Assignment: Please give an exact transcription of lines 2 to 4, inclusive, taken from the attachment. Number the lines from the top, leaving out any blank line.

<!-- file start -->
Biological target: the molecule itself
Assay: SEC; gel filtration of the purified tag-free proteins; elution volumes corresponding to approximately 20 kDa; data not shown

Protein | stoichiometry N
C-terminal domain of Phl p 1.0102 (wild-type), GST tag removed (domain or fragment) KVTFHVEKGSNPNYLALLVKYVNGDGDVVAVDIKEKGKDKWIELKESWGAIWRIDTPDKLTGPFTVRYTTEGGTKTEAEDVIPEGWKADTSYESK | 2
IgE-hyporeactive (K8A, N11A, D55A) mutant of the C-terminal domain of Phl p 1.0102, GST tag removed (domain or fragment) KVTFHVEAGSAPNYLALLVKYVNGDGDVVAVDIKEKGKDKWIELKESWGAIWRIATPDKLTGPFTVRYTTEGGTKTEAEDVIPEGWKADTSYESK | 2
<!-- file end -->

Assay: SEC; gel filtration of the purified tag-free proteins; elution volumes corresponding to approximately 20 kDa; data not shown

Protein | stoichiometry N
C-terminal domain of Phl p 1.0102 (wild-type), GST tag removed (domain or fragment) KVTFHVEKGSNPNYLALLVKYVNGDGDVVAVDIKEKGKDKWIELKESWGAIWRIDTPDKLTGPFTVRYTTEGGTKTEAEDVIPEGWKADTSYESK | 2